I became a fan of Hyper-V as soon as it was released in Windows Server 2008.  Yes, the original.  I was not under any delusions that it was as good as or better than ESX, but it was free and it didn’t require anything to install… and if you knew Windows then you didn’t need to learn much more to manage it.

Of course it got much better in Windows Server 2008 R2, and even better in the SP1 release… and then in Windows Server 2012 it broke through, and was (in my opinion) as good as or better than vSphere… in some ways it was almost as good, in some ways it was better, and in the balance it came out even. Of course Server 2012 R2 made even better improvements, but when I spent three years with Microsoft Canada – first as a Virtual Partner Technology Advisor and then as a Virtual Evangelist – criss-crossing the country (and the US and the globe) evangelizing Hyper-V in Windows Server 2012 I was confident when I said that at last Microsoft Virtualization was on a par with VMware.

I would never have said that about Hyper-V in Windows Server 2008 R2. Sorry Microsoft, it was good… but vSphere was better.

However in this case we are not comparing Microsoft versus VMware… we are not deciding which platform to implement, because VMware is not an option. We are not even comparing the features of vOld versus vNew… because vNew is still not an option.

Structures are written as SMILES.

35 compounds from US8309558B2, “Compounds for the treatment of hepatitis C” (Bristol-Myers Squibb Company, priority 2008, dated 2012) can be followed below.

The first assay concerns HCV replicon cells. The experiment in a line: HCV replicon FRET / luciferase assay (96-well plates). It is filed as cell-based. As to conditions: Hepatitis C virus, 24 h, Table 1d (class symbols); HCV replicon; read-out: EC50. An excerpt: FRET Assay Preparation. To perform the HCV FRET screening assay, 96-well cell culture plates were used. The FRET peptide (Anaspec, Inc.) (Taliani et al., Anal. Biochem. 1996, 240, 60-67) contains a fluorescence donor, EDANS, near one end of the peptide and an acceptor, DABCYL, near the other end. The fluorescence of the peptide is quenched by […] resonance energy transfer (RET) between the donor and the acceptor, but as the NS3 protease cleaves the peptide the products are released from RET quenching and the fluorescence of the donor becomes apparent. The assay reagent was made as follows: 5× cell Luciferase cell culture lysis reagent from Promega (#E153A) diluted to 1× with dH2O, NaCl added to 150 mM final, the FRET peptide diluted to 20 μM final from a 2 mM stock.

All we are deciding is this: Does the version of Hyper-V that is available to us for this project good enough for what our needs are for the project? Let’s review:

  • We need to create a virtual machine with 4GB of RAM. YES.
  • We need that VM to support up to 4TB of storage. YES. (We cannot do it on a single volume, but that is not a requirement)
  • We need the VM to be able to join a domain with FFL and DFL of Windows Server 2008 R2. YES.
  • We need the virtual machine to be backed up on a nightly basis using the tools available to us. YES

That’s it… we have no other requirements. All of our project needs are met by Hyper-V on Windows Server 2008 R2. Yes, Microsoft would love for us to pay to upgrade the host operating system, but they got their money for this server when we bought the license in 2011, and unless they are willing to give us a free upgrade (there is no Software Assurance on the existing license) and pay to upgrade the existing application to work on Server 2012R2 then there is nothing that we can do for them… and frankly if we were in the position where we were going to have to redeploy the whole server, it would be on VMware anyways, because that is what our virtualization environment runs on.